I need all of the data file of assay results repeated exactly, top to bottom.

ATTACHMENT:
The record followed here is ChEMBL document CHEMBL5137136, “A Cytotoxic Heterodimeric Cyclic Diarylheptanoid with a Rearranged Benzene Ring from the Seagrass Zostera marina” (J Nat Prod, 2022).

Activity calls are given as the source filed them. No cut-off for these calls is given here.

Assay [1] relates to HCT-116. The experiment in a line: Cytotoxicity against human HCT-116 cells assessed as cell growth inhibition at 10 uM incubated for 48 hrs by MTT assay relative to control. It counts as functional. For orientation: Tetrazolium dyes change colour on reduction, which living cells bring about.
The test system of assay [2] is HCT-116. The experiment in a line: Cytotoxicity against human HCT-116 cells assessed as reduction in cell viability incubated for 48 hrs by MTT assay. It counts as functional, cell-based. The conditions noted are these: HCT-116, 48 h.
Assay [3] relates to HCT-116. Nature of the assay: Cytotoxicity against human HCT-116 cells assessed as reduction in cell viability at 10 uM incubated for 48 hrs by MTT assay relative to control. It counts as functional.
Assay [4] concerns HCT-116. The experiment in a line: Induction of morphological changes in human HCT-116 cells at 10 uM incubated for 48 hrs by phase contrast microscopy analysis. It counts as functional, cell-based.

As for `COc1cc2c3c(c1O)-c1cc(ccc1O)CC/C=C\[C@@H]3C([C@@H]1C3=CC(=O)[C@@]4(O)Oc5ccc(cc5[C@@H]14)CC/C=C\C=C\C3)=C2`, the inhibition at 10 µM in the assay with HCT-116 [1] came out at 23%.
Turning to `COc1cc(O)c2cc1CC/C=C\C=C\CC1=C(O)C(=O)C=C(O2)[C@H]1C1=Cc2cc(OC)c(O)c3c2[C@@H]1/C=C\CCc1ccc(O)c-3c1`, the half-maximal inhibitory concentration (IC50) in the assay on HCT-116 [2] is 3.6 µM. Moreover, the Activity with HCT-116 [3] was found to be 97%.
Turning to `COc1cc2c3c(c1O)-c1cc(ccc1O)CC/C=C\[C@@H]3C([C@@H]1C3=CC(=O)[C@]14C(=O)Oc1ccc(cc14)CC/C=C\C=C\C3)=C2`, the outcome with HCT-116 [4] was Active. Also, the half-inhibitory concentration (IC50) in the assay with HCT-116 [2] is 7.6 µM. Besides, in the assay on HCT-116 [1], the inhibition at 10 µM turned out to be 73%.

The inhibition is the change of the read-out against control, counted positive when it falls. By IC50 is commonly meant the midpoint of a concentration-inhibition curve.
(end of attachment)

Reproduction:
The record followed here is ChEMBL document CHEMBL5137136, “A Cytotoxic Heterodimeric Cyclic Diarylheptanoid with a Rearranged Benzene Ring from the Seagrass Zostera marina” (J Nat Prod, 2022).

Activity calls are given as the source filed them. No cut-off for these calls is given here.

Assay [1] relates to HCT-116. The experiment in a line: Cytotoxicity against human HCT-116 cells assessed as cell growth inhibition at 10 uM incubated for 48 hrs by MTT assay relative to control. It counts as functional. For orientation: Tetrazolium dyes change colour on reduction, which living cells bring about.
The test system of assay [2] is HCT-116. The experiment in a line: Cytotoxicity against human HCT-116 cells assessed as reduction in cell viability incubated for 48 hrs by MTT assay. It counts as functional, cell-based. The conditions noted are these: HCT-116, 48 h.
Assay [3] relates to HCT-116. Nature of the assay: Cytotoxicity against human HCT-116 cells assessed as reduction in cell viability at 10 uM incubated for 48 hrs by MTT assay relative to control. It counts as functional.
Assay [4] concerns HCT-116. The experiment in a line: Induction of morphological changes in human HCT-116 cells at 10 uM incubated for 48 hrs by phase contrast microscopy analysis. It counts as functional, cell-based.

As for `COc1cc2c3c(c1O)-c1cc(ccc1O)CC/C=C\[C@@H]3C([C@@H]1C3=CC(=O)[C@@]4(O)Oc5ccc(cc5[C@@H]14)CC/C=C\C=C\C3)=C2`, the inhibition at 10 µM in the assay with HCT-116 [1] came out at 23%.
Turning to `COc1cc(O)c2cc1CC/C=C\C=C\CC1=C(O)C(=O)C=C(O2)[C@H]1C1=Cc2cc(OC)c(O)c3c2[C@@H]1/C=C\CCc1ccc(O)c-3c1`, the half-maximal inhibitory concentration (IC50) in the assay on HCT-116 [2] is 3.6 µM. Moreover, the Activity with HCT-116 [3] was found to be 97%.
Turning to `COc1cc2c3c(c1O)-c1cc(ccc1O)CC/C=C\[C@@H]3C([C@@H]1C3=CC(=O)[C@]14C(=O)Oc1ccc(cc14)CC/C=C\C=C\C3)=C2`, the outcome with HCT-116 [4] was Active. Also, the half-inhibitory concentration (IC50) in the assay with HCT-116 [2] is 7.6 µM. Besides, in the assay on HCT-116 [1], the inhibition at 10 µM turned out to be 73%.

The inhibition is the change of the read-out against control, counted positive when it falls. By IC50 is commonly meant the midpoint of a concentration-inhibition curve.